My hurt is trauma from my childhood due to a mentally ill Mom.  Like a soldier who dives in the bushes every time he hears a loud noise, I am prone to similar subconscious emotional reactions.  I’ve been working through layers of this trauma my entire adult life.  It’s actually become a joy to see how deep this goes, how the Holy Spirit is at work doing healing within me, and how he’s using all of this to enable me to be a blessing to others, as a business consultant no less.  In fact, over the holidays I launched my own consulting practice called Quiet Waters Consulting.  The big idea is to lead others into the restoration that I’m presently enjoying as a result of the Spirit’s work within me.  As Psalm 23 says, “He leads me beside quiet waters, he restores my soul.”

The truth is we are all reeds and we all have our bruises.  We are all broken, we are all oppressed, because we live in a world alienated from it’s Creator.  Yet hope has come in Jesus, God’s beloved Son, so take heart.  And a voice from heaven said, “This is my Son, the Beloved, with whom I am well pleased” (Matt. 3:17).


Point to ponder:
Where have you or are you seeing the Holy Spirit at work within you to strengthen the reed that has been bruised?

preserve this our city

"Nativity with the Prophets Isaiah and Ezekiel", Duccio, di Buoninsegna, -1319?, National Gallery of Art, Washington, D.C.

“Nativity with the Prophets Isaiah and Ezekiel”,
Duccio, di Buoninsegna, -1319?, National Gallery of Art, Washington, D.C.

Matthew 1:18-25 (Isaiah 7)
For Sunday, December 22, 2013
Fourth Sunday of Advent, Year A

I was fascinated to learn this week about Duccio’s “Nativity with the Prophets Isaiah and Ezekial” (pictured above).  It’s a story that spans from the National Gallery of Art in present day Washington, D.C. all the way back to 14th century Tuscany, Italy, and the city state of Siena.

Duccio di Buoninsegna (say that three times fast) was a prominent Sienese artist with a reputation that extended as far as Paris.  His Siena studio received a commission from the government of Siena to create a magnificent altarpiece called the Maesta, that would serve as a crown jewel of the already famous and beautiful Cathedral of Siena.  The idea was to raise the profile of Siena, and it’s allegiance with the Roman Emperor, as against that of it’s archival Florence, which was allied with the Pope (1).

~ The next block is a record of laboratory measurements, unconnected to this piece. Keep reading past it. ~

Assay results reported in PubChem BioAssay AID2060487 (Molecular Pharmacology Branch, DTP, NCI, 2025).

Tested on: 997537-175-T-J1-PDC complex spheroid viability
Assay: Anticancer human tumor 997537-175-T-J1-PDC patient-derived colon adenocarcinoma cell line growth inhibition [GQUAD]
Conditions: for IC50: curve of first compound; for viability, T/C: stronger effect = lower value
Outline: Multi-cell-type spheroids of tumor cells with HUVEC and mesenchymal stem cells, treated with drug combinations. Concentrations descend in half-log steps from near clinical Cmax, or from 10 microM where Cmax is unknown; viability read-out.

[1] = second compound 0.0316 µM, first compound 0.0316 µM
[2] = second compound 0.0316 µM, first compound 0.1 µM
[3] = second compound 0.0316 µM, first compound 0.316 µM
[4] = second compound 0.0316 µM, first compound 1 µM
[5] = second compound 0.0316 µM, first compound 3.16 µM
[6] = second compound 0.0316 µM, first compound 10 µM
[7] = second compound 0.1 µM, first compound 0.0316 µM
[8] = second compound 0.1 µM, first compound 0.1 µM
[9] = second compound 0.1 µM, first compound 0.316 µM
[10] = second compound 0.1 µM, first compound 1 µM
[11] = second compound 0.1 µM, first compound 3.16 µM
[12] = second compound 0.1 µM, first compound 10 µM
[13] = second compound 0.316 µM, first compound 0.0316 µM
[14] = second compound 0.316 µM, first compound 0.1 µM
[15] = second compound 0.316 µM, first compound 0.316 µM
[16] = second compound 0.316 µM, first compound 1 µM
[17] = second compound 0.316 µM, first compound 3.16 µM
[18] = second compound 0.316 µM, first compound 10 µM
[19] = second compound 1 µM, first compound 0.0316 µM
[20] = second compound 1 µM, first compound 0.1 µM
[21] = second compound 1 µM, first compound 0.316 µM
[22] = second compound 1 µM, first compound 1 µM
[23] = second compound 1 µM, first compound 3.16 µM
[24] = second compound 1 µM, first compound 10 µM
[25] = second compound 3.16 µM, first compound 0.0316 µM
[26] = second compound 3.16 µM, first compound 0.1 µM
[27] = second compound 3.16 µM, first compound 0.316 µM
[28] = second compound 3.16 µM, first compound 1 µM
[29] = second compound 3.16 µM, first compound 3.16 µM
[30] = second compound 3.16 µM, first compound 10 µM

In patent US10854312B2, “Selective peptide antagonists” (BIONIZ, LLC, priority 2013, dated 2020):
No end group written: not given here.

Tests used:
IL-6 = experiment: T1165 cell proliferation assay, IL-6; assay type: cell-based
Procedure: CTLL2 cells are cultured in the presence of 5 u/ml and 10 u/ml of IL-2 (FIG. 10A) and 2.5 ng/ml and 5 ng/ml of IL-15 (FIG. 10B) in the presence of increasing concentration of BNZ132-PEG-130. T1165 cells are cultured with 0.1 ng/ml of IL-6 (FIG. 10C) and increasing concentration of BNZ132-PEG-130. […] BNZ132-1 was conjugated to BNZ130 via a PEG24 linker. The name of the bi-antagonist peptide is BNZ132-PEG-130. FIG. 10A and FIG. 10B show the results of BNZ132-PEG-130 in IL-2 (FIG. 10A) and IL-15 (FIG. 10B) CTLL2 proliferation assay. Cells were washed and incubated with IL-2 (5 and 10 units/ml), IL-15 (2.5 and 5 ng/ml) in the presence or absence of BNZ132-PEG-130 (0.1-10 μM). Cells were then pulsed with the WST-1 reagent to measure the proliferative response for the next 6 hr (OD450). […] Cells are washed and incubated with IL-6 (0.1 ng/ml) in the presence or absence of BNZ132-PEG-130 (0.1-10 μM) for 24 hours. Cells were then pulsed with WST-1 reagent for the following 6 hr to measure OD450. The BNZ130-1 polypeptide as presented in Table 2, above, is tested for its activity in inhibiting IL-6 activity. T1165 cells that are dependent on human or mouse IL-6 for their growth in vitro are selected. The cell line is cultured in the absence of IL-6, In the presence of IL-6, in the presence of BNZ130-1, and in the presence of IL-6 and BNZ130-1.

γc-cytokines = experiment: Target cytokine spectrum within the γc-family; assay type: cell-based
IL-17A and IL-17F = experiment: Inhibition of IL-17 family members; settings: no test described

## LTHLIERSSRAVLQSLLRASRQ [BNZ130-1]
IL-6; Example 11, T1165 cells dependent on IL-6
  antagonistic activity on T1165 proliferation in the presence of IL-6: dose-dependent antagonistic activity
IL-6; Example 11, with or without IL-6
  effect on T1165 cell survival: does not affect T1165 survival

The Maesta (“The Majesty”) was intended to celebrate the majesty of God as revealed in the coming of Immanuel (Messiah as “God with Us”).   It was a stunningly beautiful free-standing sculpture 7′ high by 13′ wide consisting of many images.  The theme on the front was Mary’s role in Jesus’ birth while the theme on the back was the life of Christ.  The work en toto was the 13th Century equivalent of a modern cinematic blockbuster.  If you had the good fortune of walking into the glorious Cathedral of Siena, and then walking up to the alter to take communion in front of this even more glorious Maesta, it would be an experience of a lifetime.

Across the front of the base of the Maesta was a predalla, a horizontal band of narrative scenes.  Front and center on the predella was “The Nativity’.  It’s only 18″ tall and 34″ wide, but it was the invitation to enter into the majesty of the larger work.  When you approached the Maesta this is where your eyes would go first.  Then you would be drawn into the majesty of the entire narrative until finally eyes moved above Mary’s own ascension into heaven and you were forced to contemplate your own mortality in light of eternity.  Mind altering, to be sure.

Duccio flanks the nativity scene itself with the Prophet Isaiah on the left and the Prophet Ezekiel on the right.  Each is holding a scroll.  On Isaiah’s scroll is written ‘ECCE VIRGO CONCIPIET & PARIET FILIU & VOCABITUR NOMEN EIUS EMANUEL’, Latin for “Behold a Virgin shall conceive and bear a son, and his name shall be called Immanuel” (from Isaiah 7:14).   Right… , that certainly makes good sense.

On Ezekiel’s scroll, however, is inscribed  ‘VIDI PORTA I DOMO DOM CLAUSA VIR NO TRSIBIT P[ER] EA DOMIN SOLUS ITRAT ET IT P[ER] EA[M]‘, for “I saw a door in the house of the Lord which was closed and no man went through it. The Lord only enters and goes through it” (Ezekial 44:2).   Wow, not the Ezekiel verse I expected.   Yet this was always the citation from Ezekiel that resonated with the Sienese, because for them, “the door” was Mary, and if it wasn’t for her, Immanuel could never have come into the world (2).

The Maesta was installed in the cathedral of Siena on June 9, 1311.  Here is how one participant described the event:

And on that day when it was brought into the cathedral, all workshops remained closed, and the bishop commanded a great host of devoted priests and monks to file past in solemn procession. This was accompanied by all the high officers of the Commune and by all the people; all honorable citizens of Siena surrounded said panel with candles held in their hands, and women and children followed humbly behind. They accompanied the panel amidst the glorious pealing of bells after a solemn procession on the Piazza del Campo into the very cathedral; and all this out of reverence for the costly panel… The poor received many alms, and we prayed to the Holy Mother of God, our patron saint, that she might in her infinite mercy preserve this our city of Siena from every misfortune, traitor or enemy.

Wow!  After reading that I need to see “The Nativity” in the National Gallery of Art in D.C.  And I need to see the parts of the Maesta that remain in Siena as well as the Cathedral itself.  What an incredible story God weaves over time and through nations.  Wouldn’t it be amazing to organize some Christian Worldview culture vulture trips for amazed people  such as us?